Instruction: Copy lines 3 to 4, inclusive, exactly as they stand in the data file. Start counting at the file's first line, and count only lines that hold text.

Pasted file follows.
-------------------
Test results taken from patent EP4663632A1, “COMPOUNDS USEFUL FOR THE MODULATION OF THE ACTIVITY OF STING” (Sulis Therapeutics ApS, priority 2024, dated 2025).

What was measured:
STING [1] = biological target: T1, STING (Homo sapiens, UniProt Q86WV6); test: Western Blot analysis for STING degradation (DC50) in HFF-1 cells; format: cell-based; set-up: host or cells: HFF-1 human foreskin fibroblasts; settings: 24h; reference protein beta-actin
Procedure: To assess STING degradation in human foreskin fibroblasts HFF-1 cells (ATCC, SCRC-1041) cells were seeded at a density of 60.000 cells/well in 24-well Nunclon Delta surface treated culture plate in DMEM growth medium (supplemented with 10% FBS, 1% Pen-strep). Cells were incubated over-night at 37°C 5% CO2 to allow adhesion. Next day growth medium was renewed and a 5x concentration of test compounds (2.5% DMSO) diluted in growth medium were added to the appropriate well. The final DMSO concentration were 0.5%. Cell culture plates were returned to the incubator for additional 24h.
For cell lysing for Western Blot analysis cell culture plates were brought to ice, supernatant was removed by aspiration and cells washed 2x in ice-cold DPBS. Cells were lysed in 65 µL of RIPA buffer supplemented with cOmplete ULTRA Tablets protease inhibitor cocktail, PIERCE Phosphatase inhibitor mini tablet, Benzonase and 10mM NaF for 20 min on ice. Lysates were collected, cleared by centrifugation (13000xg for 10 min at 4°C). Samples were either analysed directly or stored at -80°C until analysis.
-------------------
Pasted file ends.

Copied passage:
STING [1] = biological target: T1, STING (Homo sapiens, UniProt Q86WV6); test: Western Blot analysis for STING degradation (DC50) in HFF-1 cells; format: cell-based; set-up: host or cells: HFF-1 human foreskin fibroblasts; settings: 24h; reference protein beta-actin
Procedure: To assess STING degradation in human foreskin fibroblasts HFF-1 cells (ATCC, SCRC-1041) cells were seeded at a density of 60.000 cells/well in 24-well Nunclon Delta surface treated culture plate in DMEM growth medium (supplemented with 10% FBS, 1% Pen-strep). Cells were incubated over-night at 37°C 5% CO2 to allow adhesion. Next day growth medium was renewed and a 5x concentration of test compounds (2.5% DMSO) diluted in growth medium were added to the appropriate well. The final DMSO concentration were 0.5%. Cell culture plates were returned to the incubator for additional 24h.